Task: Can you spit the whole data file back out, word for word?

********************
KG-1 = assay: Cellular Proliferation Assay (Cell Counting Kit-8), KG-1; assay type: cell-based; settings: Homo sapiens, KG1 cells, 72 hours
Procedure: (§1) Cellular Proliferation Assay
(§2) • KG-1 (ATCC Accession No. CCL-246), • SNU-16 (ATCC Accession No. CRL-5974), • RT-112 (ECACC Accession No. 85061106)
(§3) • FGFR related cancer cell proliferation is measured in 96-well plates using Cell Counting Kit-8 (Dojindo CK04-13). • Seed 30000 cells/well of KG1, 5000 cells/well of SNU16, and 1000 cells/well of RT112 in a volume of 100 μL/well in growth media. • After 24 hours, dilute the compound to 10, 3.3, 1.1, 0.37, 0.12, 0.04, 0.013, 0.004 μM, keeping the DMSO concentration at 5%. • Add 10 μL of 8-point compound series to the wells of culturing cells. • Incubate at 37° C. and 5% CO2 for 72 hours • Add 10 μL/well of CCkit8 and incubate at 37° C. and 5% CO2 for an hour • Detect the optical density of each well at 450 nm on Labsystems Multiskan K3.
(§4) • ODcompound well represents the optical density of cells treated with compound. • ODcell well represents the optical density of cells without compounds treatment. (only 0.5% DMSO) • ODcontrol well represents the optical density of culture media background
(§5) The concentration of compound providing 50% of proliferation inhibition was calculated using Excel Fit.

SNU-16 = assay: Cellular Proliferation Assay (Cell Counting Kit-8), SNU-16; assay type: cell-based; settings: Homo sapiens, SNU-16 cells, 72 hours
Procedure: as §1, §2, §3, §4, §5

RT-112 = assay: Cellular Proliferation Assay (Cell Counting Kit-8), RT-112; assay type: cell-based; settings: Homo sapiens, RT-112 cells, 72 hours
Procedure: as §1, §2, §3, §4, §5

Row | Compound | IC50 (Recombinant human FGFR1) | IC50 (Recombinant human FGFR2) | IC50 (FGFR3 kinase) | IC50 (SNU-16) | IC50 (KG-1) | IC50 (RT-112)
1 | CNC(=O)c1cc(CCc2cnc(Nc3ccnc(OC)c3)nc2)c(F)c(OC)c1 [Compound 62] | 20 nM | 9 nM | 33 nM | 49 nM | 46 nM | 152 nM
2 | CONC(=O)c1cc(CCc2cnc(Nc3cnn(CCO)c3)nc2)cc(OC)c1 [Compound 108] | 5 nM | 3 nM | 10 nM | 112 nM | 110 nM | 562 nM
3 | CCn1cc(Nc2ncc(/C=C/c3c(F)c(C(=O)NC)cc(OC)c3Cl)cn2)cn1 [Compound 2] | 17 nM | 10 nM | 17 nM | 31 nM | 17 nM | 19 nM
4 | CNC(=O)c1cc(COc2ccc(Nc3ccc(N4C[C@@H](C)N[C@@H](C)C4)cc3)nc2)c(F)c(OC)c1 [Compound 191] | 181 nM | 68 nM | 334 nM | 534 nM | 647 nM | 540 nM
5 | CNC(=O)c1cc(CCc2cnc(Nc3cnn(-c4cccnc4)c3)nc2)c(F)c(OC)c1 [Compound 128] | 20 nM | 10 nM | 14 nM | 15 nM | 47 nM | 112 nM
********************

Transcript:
KG-1 = assay: Cellular Proliferation Assay (Cell Counting Kit-8), KG-1; assay type: cell-based; settings: Homo sapiens, KG1 cells, 72 hours
Procedure: (§1) Cellular Proliferation Assay
(§2) • KG-1 (ATCC Accession No. CCL-246), • SNU-16 (ATCC Accession No. CRL-5974), • RT-112 (ECACC Accession No. 85061106)
(§3) • FGFR related cancer cell proliferation is measured in 96-well plates using Cell Counting Kit-8 (Dojindo CK04-13). • Seed 30000 cells/well of KG1, 5000 cells/well of SNU16, and 1000 cells/well of RT112 in a volume of 100 μL/well in growth media. • After 24 hours, dilute the compound to 10, 3.3, 1.1, 0.37, 0.12, 0.04, 0.013, 0.004 μM, keeping the DMSO concentration at 5%. • Add 10 μL of 8-point compound series to the wells of culturing cells. • Incubate at 37° C. and 5% CO2 for 72 hours • Add 10 μL/well of CCkit8 and incubate at 37° C. and 5% CO2 for an hour • Detect the optical density of each well at 450 nm on Labsystems Multiskan K3.
(§4) • ODcompound well represents the optical density of cells treated with compound. • ODcell well represents the optical density of cells without compounds treatment. (only 0.5% DMSO) • ODcontrol well represents the optical density of culture media background
(§5) The concentration of compound providing 50% of proliferation inhibition was calculated using Excel Fit.

SNU-16 = assay: Cellular Proliferation Assay (Cell Counting Kit-8), SNU-16; assay type: cell-based; settings: Homo sapiens, SNU-16 cells, 72 hours
Procedure: as §1, §2, §3, §4, §5

RT-112 = assay: Cellular Proliferation Assay (Cell Counting Kit-8), RT-112; assay type: cell-based; settings: Homo sapiens, RT-112 cells, 72 hours
Procedure: as §1, §2, §3, §4, §5

Row | Compound | IC50 (Recombinant human FGFR1) | IC50 (Recombinant human FGFR2) | IC50 (FGFR3 kinase) | IC50 (SNU-16) | IC50 (KG-1) | IC50 (RT-112)
1 | CNC(=O)c1cc(CCc2cnc(Nc3ccnc(OC)c3)nc2)c(F)c(OC)c1 [Compound 62] | 20 nM | 9 nM | 33 nM | 49 nM | 46 nM | 152 nM
2 | CONC(=O)c1cc(CCc2cnc(Nc3cnn(CCO)c3)nc2)cc(OC)c1 [Compound 108] | 5 nM | 3 nM | 10 nM | 112 nM | 110 nM | 562 nM
3 | CCn1cc(Nc2ncc(/C=C/c3c(F)c(C(=O)NC)cc(OC)c3Cl)cn2)cn1 [Compound 2] | 17 nM | 10 nM | 17 nM | 31 nM | 17 nM | 19 nM
4 | CNC(=O)c1cc(COc2ccc(Nc3ccc(N4C[C@@H](C)N[C@@H](C)C4)cc3)nc2)c(F)c(OC)c1 [Compound 191] | 181 nM | 68 nM | 334 nM | 534 nM | 647 nM | 540 nM
5 | CNC(=O)c1cc(CCc2cnc(Nc3cnn(-c4cccnc4)c3)nc2)c(F)c(OC)c1 [Compound 128] | 20 nM | 10 nM | 14 nM | 15 nM | 47 nM | 112 nM